Geology Buffs Vow to Bring Back Mining Museum Despite Governor's Veto
A group of geology enthusiasts are rallying the public after the governor vetoed a bill that would have reopened the Arizona Mining and Mineral Museum, which has been shuttered since 2011.
Senate Bill 1200, sponsored by Senator Gail Griffin (R-Hereford), passed nearly unanimously in both the Senate and the House.
Long-time museum supporter Dick Zimmerman is convinced the governor would have jumped on board, too -- if he only understood how important the institution is to the community. So he, along with a group of former museum volunteers, curators, teachers, and parents, has launched a website memorializing the museum with photos of children peering into display cases filled with thousands of minerals, crystals, and fossils, digging through wheel barrels of rocks, and panning for gold.
"Since we can't get through to the governor directly, we're going to have to make the people of Arizona aware of this and get his attention that way," said Zimmerman, a retired aerospace engineer who lives in Tempe.
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The mining museum, which began as a special exhibit at the State Fair in 1884, attracted between 40,000 and 50,000 visitors each year, former curator Jan Rasmussen told New Times. It hosted school field trips daily, and provided teaching kits, including 40 rocks and minerals, to thousands of Valley teachers. In addition to cases full of crystals and gold, the museum housed historical mining equipment so children could see how ore was processed 100 years ago.
"We need to teach our children how important mining and minerals are to our modern lives," said Rasmussen, who has a Ph.D in geology. "Without it, we would have no radios, cellphones, or computers -- to start. That's something the children learned at the mining and mineral museum."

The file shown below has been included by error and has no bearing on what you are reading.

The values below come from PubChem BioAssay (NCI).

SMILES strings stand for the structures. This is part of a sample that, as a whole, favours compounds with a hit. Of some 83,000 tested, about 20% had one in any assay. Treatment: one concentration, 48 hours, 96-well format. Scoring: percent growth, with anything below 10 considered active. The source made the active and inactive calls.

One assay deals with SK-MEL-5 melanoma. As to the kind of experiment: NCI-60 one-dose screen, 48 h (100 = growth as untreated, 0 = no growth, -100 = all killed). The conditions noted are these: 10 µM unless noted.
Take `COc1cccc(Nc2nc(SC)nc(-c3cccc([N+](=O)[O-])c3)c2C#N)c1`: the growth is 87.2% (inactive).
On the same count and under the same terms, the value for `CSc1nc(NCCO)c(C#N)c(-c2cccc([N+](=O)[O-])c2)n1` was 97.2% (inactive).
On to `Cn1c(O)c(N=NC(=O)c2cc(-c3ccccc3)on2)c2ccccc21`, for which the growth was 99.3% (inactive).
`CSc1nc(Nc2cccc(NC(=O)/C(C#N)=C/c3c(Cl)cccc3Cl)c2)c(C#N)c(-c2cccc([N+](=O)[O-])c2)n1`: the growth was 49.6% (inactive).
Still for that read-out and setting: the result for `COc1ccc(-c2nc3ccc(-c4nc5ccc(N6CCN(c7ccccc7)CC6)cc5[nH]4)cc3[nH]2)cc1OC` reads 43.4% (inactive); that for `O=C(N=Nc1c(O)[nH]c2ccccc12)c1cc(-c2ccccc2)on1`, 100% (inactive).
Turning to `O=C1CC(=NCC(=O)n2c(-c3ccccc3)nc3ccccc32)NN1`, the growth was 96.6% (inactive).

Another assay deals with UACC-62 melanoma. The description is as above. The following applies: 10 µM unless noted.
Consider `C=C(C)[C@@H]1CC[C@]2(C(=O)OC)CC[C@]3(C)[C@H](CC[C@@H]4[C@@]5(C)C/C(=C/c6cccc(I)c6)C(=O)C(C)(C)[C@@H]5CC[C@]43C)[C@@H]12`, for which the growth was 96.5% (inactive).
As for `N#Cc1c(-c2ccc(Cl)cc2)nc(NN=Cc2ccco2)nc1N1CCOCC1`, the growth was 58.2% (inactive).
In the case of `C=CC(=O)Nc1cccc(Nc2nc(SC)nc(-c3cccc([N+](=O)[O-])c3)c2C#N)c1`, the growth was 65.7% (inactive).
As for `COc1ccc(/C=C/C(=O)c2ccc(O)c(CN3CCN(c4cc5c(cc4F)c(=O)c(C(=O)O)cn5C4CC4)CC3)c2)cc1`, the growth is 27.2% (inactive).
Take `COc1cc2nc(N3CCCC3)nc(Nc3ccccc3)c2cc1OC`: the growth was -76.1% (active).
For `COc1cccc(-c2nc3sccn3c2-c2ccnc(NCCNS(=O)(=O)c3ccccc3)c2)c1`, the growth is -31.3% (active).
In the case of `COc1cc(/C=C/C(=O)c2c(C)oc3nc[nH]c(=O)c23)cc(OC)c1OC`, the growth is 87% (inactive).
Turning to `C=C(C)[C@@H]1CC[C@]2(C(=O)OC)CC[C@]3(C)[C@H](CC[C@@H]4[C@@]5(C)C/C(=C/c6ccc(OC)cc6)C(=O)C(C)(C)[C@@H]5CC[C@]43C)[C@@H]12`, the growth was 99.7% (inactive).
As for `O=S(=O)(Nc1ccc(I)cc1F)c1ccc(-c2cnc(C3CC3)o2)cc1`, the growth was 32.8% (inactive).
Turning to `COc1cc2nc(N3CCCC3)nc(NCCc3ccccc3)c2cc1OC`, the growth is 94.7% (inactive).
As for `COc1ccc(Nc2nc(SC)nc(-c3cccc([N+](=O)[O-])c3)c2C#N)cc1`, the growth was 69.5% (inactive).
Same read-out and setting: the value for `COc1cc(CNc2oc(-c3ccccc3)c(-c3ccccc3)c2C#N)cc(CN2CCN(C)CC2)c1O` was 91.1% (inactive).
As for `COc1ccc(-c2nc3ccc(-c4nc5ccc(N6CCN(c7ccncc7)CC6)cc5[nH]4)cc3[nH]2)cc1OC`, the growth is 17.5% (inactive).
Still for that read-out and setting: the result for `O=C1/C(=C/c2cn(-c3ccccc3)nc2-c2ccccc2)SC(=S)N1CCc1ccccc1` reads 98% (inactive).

The museum closed in 2011, a year after former Governor Jan Brewer presented plans to renovate it to include exhibits celebrating Arizona's centennial. The legislature charged the Arizona Historical Society with overseeing the construction, but work stalled after efforts to raise $9 to $15 million to fund the project failed. In the meantime, Zimmerman said, the museums assets have been scattered across the state.
Senate Bill 1200, the third attempt to restore the museum in as many years, would have transferred the responsibility for the institution to the Arizona Geological Survey and, beginning July 1, set aside about $428,000 for operating and maintenance costs.
Governor Doug Ducey did not respond to requests for comment, but, in his veto letter, he expressed concern that there was "not a plan or organized structure in place to ensure the successful transition of the mining and mineral museum."
"While I appreciate the desire to preserve and celebrate the unique characteristics of Arizona's past, it would be premature to sign the legislation at this time," he wrote.
Lee Allison, director of the Arizona Geological Survey, also had reservations.
"There's all of these little nagging details to try to make this happen," he said in an interview with Arizona Capitol Times in March. "We're a little worried about taking something on like this."
Zimmerman, however, contends that: "It's not that complicated. We aren't building something new."
During a community meeting about the restoration February 6, community members hammered out a 19-step strategy largely powered by volunteers, according to minutes provided to New Times.
"The plan was simple: First, we get the legislature to transfer the museum assets to the Arizona Geological Survey," he said. "Second, we get volunteers together to reassemble the exhibits, and, third, we get the place up and running."
Following the veto Senator Griffin, in an email to Zimmerman, committed to pushing the governor to commit to reopening the museum next year.
"I'm not about to give up," Zimmerman said. "The kids need help getting their museum back."
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